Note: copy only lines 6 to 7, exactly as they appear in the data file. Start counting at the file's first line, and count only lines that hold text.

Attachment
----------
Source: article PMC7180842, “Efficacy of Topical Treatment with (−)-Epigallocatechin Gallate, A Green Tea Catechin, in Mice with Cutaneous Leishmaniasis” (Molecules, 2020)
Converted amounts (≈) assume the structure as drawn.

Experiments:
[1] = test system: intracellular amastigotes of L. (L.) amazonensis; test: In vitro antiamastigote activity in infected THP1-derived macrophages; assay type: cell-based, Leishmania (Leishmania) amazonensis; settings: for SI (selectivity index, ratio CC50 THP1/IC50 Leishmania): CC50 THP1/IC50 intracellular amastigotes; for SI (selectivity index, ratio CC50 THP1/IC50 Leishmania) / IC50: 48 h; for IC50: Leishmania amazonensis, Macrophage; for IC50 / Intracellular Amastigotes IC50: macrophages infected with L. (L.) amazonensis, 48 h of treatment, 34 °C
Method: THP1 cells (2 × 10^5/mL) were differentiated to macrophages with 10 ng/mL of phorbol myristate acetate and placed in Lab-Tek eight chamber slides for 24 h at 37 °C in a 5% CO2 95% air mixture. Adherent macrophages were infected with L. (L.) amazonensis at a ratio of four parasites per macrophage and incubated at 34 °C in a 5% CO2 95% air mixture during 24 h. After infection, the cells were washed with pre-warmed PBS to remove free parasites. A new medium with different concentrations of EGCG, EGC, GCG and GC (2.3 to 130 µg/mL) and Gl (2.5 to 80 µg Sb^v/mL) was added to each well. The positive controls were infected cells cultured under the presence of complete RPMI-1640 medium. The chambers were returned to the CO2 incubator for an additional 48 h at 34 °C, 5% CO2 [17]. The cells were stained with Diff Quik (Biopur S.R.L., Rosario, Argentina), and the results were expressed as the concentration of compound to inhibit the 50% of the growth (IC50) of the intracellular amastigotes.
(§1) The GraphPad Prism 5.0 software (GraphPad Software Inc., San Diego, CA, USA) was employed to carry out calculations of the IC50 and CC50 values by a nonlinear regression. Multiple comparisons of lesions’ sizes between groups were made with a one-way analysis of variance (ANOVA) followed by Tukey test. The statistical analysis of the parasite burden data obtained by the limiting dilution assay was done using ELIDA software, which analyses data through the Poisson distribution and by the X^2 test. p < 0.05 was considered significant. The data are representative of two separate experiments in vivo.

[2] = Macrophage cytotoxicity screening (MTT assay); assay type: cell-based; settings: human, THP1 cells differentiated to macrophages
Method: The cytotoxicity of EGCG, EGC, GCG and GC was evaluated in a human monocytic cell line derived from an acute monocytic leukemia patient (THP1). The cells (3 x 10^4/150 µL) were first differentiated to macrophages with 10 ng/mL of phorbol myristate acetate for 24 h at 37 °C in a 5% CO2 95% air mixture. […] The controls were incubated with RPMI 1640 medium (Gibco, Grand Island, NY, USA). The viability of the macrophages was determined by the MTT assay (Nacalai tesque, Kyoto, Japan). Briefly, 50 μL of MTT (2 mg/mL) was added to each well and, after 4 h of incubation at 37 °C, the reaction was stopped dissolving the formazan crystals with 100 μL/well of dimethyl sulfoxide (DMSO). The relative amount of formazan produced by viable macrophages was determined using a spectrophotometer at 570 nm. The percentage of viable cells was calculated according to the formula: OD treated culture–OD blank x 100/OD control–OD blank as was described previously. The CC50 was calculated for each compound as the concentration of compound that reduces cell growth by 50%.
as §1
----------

(§1) The GraphPad Prism 5.0 software (GraphPad Software Inc., San Diego, CA, USA) was employed to carry out calculations of the IC50 and CC50 values by a nonlinear regression. Multiple comparisons of lesions’ sizes between groups were made with a one-way analysis of variance (ANOVA) followed by Tukey test. The statistical analysis of the parasite burden data obtained by the limiting dilution assay was done using ELIDA software, which analyses data through the Poisson distribution and by the X^2 test. p < 0.05 was considered significant. The data are representative of two separate experiments in vivo.

[2] = Macrophage cytotoxicity screening (MTT assay); assay type: cell-based; settings: human, THP1 cells differentiated to macrophages